But this is not the sole reason for the rejection of this motion. This affidavit is the second one filed in this case, the first having been filed before the Honorable John K. Regan. As noted in Martin v. Texas Indemnity Ins. Co., 214 F. Supp. 477, 480 (N.D.Tex. 1962): "28 U.S.C.A. § 144 imposes a bag limit of one judge for a party to disqualify by the character of motion under consideration here." See also, United States v. Buck, 23 F. Supp. 508 (W.D.Mo.1938); United States v. Hoffa, supra; In re Union Leader Corp., supra. And for an additional reason, this motion totally lacks the certificate of good faith by the counsel of record as required by the plain language of Section 144. This omission alone is a sufficient reason for denying the motion. United States v. Hanrahan, supra.
For the reasons heretofore outlined the defendant's motion to transfer will be overruled.
The second matter before the court is the defendant's motion to suppress certain evidence alleged to have been seized after an unlawful arrest of defendant in violation of his constitutional rights. The evidence in question apparently is a sawed-off .22 caliber rifle. A hearing was held on this motion and certain evidence adduced. The defendant himself testified that the police stopped the 1961 Cadillac in which he was riding without reason; forced him to get out of the car; searched the car and found the weapon; and then arrested him without a warrant. Another of defendant's witnesses, Bailey, testified that the gun was on the seat of the car between himself and the driver and that the police saw the gun on the seat before they were taken out of the car. Without regard to the problems of standing to object to this evidence by reason of claims that it did not belong to him, this court finds that the credible evidence presented was that of Donald Harris, a policeman who made the arrest. Officer Harris testified that he saw the defendant get out of the 1961 Cadillac with what he then thought was a sawed-off shotgun in plain view. The defendant had the gun in his right hand. The officer then got out of the police car and proceeded to arrest the defendant and seize the weapon, which turned out to be a sawed-off .22 caliber rifle. Such testimony, being the only credible evidence presented, clearly reveals that the seizure of the weapon was incidental to a perfectly valid arrest. Therefore, the motion to suppress this evidence will be overruled.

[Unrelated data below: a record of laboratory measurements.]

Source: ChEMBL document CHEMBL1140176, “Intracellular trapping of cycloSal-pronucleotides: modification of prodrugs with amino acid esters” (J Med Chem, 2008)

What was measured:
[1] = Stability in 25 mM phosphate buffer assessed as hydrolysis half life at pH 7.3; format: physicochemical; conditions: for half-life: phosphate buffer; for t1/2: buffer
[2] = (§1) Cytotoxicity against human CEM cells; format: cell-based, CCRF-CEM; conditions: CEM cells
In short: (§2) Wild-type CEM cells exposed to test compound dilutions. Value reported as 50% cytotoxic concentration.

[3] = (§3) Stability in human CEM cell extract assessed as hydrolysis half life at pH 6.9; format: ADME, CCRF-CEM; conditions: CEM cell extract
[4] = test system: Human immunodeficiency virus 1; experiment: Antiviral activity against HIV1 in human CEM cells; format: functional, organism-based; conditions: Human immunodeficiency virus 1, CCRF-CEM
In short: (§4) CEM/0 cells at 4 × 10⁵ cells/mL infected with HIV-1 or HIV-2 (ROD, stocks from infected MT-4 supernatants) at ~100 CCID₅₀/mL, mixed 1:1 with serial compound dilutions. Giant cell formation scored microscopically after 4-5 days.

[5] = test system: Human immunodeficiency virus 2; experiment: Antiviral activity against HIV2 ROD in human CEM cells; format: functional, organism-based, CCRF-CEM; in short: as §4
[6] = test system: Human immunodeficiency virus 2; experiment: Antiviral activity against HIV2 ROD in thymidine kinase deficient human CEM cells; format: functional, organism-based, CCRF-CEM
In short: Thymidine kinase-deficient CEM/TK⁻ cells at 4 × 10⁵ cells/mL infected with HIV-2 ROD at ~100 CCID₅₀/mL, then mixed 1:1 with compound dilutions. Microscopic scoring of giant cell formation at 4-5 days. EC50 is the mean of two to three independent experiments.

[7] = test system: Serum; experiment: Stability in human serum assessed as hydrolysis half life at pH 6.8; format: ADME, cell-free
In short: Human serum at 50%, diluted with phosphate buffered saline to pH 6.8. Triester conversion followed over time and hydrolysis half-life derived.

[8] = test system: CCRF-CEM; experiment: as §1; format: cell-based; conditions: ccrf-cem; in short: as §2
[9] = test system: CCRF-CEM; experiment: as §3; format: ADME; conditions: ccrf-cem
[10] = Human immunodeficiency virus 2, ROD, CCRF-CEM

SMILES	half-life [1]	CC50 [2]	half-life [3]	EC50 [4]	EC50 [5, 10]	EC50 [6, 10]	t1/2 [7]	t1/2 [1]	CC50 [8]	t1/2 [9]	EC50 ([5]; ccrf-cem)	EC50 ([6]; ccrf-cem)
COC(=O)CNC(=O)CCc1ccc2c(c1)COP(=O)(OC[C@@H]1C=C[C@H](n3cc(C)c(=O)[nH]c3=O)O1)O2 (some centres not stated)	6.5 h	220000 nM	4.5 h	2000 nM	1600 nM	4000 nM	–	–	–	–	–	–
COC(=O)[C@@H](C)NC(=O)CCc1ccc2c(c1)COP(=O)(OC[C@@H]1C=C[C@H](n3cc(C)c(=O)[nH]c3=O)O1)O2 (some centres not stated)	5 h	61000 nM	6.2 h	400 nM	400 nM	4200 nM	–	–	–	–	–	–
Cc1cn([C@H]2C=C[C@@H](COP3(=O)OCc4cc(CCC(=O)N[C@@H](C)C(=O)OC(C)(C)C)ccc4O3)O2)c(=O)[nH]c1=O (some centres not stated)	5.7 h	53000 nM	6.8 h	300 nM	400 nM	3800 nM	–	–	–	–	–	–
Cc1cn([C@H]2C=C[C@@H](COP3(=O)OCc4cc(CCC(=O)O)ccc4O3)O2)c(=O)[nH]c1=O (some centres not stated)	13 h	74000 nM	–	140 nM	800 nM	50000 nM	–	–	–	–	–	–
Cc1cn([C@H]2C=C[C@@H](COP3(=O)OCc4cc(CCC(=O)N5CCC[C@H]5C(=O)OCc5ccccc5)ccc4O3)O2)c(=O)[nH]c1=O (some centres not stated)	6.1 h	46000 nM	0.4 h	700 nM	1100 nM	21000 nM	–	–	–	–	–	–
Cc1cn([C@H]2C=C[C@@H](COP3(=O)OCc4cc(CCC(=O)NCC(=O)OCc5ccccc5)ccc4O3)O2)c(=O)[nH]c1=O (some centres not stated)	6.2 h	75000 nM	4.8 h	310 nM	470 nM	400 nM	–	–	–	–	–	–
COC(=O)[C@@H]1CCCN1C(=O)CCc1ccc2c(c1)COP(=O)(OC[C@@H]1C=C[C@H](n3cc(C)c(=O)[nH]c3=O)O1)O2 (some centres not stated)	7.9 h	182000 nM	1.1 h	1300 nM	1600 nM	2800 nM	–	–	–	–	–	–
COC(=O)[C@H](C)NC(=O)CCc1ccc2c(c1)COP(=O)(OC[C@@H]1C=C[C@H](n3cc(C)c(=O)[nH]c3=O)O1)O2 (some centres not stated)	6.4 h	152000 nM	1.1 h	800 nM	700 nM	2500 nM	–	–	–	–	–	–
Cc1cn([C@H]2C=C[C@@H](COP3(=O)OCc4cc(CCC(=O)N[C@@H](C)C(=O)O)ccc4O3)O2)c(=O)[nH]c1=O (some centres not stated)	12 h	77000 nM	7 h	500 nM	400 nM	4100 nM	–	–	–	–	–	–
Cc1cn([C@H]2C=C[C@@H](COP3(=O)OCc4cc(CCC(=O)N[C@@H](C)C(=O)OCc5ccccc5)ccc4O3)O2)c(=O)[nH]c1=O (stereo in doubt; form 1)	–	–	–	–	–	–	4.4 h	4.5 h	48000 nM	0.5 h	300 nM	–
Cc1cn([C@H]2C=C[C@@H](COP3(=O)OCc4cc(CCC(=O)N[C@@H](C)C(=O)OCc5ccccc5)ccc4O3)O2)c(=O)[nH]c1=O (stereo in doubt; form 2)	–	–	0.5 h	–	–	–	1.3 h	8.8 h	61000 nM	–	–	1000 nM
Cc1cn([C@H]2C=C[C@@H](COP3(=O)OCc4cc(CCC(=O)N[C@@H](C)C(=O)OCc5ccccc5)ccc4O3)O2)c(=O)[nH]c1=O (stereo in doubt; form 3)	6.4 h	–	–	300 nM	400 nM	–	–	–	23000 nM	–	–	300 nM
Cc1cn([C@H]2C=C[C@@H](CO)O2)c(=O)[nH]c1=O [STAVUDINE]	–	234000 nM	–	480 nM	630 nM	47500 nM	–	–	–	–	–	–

The third matter here before the court is a motion for a bill of particulars. The defendant attacks the indictment on the basis that it is not sufficiently particular, and that the facts are not sufficiently set forth in the indictment to protect the defendant from the danger of double jeopardy.
The indictment returned in this case charges the defendant with a violation of 26 U.S.C.A. § 5851, in that he had in his possession a certain firearm "which firearm had been manufactured in violation of and without complying with the provisions of Section 5821, Title 26, United States Code." This indictment clearly charges an offense or offenses under the laws of the United States. However, the court is of the opinion that it does not state the offense with sufficient particularity under the Federal Rules of Criminal Procedure, Rule 7(c). See Wright v. United States, 243 F.2d 546, 547 (6th Cir. 1957). As there noted, 26 U.S.C.A. § 5821 contains several paragraphs, each of which can be said to constitute a separate offense. The defendant, therefore, is entitled to know what particular section and subsection of Section 5821 he is charged with violating, and the facts constituting such violation should be stated in detail.
*501 Therefore, the defendant's motion for a bill of particulars will be sustained insofar as it requests the specific time and place of violation and the manner in which the firearm alleged to be possessed by the defendant was manufactured in violation of 26 U.S.C.A. § 5821. In all other respects said motion will be overruled. Plaintiff will be given five days within which to file a bill of particulars in this matter.